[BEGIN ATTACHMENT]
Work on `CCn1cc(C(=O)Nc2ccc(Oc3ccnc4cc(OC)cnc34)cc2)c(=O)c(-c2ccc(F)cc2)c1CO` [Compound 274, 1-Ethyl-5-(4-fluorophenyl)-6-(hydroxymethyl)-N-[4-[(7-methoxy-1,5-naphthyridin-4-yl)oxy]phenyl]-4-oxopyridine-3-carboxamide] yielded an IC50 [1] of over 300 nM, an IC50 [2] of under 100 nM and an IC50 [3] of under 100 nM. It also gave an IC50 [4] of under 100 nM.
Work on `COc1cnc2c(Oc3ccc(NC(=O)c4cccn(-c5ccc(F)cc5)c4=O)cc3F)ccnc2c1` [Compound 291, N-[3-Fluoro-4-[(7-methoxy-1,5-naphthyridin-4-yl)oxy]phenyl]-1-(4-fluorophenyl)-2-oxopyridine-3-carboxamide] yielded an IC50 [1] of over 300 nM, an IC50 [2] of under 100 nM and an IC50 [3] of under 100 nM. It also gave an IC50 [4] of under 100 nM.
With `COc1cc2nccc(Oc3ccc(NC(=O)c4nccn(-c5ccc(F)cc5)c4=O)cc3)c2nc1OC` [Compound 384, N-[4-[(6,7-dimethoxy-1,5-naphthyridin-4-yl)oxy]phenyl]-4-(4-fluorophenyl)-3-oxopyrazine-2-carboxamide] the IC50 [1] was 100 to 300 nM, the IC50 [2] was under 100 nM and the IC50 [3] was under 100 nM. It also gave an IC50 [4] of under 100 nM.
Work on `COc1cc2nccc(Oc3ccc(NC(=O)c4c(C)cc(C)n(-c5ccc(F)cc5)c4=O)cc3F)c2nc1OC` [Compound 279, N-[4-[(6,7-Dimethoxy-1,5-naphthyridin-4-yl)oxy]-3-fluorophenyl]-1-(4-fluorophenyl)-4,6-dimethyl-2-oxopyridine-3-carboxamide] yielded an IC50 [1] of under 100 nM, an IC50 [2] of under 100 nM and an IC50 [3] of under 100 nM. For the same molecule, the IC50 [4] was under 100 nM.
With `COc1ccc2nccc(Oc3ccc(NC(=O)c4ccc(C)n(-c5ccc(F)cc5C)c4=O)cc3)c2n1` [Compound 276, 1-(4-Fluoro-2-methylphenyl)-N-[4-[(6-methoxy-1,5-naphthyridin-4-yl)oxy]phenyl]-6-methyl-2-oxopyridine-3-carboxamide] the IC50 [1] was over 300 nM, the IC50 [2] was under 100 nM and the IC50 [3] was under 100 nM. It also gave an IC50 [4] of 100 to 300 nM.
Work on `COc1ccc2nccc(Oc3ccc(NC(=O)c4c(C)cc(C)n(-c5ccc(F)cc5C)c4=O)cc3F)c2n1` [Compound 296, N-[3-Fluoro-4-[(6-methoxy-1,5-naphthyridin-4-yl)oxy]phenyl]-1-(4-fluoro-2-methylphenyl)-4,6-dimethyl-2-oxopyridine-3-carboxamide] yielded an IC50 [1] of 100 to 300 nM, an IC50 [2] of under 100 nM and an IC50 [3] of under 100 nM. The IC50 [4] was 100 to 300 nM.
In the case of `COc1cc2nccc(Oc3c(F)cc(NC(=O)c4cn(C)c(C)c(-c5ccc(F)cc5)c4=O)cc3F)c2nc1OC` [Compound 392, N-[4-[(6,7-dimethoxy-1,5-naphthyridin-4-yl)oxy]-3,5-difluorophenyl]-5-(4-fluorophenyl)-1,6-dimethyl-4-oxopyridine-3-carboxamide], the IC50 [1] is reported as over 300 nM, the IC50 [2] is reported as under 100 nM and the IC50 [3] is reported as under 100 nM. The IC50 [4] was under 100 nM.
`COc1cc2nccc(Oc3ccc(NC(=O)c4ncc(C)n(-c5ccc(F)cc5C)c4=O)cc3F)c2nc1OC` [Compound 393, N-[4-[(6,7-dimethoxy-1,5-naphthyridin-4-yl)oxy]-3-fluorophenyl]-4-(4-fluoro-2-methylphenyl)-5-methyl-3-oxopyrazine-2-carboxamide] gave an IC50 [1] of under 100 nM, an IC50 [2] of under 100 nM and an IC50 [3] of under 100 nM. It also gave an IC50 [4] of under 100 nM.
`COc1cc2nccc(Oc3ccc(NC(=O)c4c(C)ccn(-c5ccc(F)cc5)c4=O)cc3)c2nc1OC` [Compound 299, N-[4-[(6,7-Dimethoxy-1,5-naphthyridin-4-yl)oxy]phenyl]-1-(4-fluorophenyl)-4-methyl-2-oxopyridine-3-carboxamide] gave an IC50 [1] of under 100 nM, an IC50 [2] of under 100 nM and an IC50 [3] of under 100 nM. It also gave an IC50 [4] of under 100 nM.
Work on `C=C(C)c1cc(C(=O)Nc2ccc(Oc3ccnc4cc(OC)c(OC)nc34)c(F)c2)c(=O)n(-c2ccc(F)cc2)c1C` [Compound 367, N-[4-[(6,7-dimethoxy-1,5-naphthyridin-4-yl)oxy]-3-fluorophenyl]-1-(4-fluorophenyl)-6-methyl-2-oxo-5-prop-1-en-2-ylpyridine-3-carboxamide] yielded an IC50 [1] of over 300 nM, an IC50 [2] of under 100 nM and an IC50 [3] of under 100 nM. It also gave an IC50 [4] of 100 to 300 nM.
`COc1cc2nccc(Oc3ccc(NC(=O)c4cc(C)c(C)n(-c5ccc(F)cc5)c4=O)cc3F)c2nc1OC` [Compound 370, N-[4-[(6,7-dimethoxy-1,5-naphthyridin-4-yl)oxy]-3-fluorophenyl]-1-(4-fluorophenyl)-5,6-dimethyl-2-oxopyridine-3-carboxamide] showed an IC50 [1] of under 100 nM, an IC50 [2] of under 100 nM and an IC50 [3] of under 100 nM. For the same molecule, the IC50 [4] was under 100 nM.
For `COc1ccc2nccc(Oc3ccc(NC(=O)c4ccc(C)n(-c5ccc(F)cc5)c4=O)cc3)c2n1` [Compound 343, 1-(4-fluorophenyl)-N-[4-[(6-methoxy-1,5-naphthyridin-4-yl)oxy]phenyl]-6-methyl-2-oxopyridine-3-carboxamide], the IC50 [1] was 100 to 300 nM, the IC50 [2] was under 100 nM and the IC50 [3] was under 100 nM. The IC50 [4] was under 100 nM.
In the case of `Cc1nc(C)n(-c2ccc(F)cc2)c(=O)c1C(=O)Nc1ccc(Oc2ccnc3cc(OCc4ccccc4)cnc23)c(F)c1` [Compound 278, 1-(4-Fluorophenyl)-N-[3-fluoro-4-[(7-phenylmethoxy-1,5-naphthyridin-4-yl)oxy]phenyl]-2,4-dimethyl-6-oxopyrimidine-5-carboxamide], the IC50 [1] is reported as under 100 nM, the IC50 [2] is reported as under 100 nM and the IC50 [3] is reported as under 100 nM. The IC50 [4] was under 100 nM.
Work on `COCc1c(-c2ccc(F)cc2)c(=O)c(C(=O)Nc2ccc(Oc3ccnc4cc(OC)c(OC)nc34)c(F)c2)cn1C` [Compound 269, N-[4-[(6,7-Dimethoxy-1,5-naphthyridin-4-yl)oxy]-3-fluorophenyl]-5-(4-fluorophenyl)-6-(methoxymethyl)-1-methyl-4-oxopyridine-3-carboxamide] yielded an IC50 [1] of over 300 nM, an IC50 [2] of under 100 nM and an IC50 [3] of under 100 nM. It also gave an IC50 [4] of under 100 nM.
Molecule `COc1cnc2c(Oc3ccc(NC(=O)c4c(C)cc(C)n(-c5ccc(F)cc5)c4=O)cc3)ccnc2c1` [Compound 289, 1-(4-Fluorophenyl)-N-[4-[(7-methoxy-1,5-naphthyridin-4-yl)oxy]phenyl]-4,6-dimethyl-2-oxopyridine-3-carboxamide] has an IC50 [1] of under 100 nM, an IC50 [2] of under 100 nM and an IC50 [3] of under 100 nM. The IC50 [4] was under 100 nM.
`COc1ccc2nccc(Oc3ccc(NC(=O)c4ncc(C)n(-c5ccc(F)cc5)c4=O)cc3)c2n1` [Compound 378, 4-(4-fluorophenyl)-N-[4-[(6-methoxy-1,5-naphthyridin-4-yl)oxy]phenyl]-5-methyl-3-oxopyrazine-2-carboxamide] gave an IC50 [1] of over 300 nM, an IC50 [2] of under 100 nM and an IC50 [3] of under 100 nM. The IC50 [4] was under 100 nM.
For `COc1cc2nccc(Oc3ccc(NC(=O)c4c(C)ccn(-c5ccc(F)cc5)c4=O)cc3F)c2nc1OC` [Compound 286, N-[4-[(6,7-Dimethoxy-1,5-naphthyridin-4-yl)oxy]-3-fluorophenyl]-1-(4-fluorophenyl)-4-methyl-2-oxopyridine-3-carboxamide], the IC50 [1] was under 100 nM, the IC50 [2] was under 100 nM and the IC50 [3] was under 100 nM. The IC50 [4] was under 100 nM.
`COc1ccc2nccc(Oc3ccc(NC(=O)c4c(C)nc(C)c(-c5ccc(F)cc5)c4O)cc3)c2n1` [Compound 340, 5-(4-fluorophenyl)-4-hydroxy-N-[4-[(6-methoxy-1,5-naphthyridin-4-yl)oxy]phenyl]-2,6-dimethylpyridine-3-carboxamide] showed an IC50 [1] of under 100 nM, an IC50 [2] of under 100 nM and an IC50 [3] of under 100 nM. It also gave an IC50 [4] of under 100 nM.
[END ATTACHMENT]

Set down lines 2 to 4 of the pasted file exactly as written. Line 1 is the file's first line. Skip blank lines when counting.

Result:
Work on `COc1cnc2c(Oc3ccc(NC(=O)c4cccn(-c5ccc(F)cc5)c4=O)cc3F)ccnc2c1` [Compound 291, N-[3-Fluoro-4-[(7-methoxy-1,5-naphthyridin-4-yl)oxy]phenyl]-1-(4-fluorophenyl)-2-oxopyridine-3-carboxamide] yielded an IC50 [1] of over 300 nM, an IC50 [2] of under 100 nM and an IC50 [3] of under 100 nM. It also gave an IC50 [4] of under 100 nM.
With `COc1cc2nccc(Oc3ccc(NC(=O)c4nccn(-c5ccc(F)cc5)c4=O)cc3)c2nc1OC` [Compound 384, N-[4-[(6,7-dimethoxy-1,5-naphthyridin-4-yl)oxy]phenyl]-4-(4-fluorophenyl)-3-oxopyrazine-2-carboxamide] the IC50 [1] was 100 to 300 nM, the IC50 [2] was under 100 nM and the IC50 [3] was under 100 nM. It also gave an IC50 [4] of under 100 nM.
Work on `COc1cc2nccc(Oc3ccc(NC(=O)c4c(C)cc(C)n(-c5ccc(F)cc5)c4=O)cc3F)c2nc1OC` [Compound 279, N-[4-[(6,7-Dimethoxy-1,5-naphthyridin-4-yl)oxy]-3-fluorophenyl]-1-(4-fluorophenyl)-4,6-dimethyl-2-oxopyridine-3-carboxamide] yielded an IC50 [1] of under 100 nM, an IC50 [2] of under 100 nM and an IC50 [3] of under 100 nM. For the same molecule, the IC50 [4] was under 100 nM.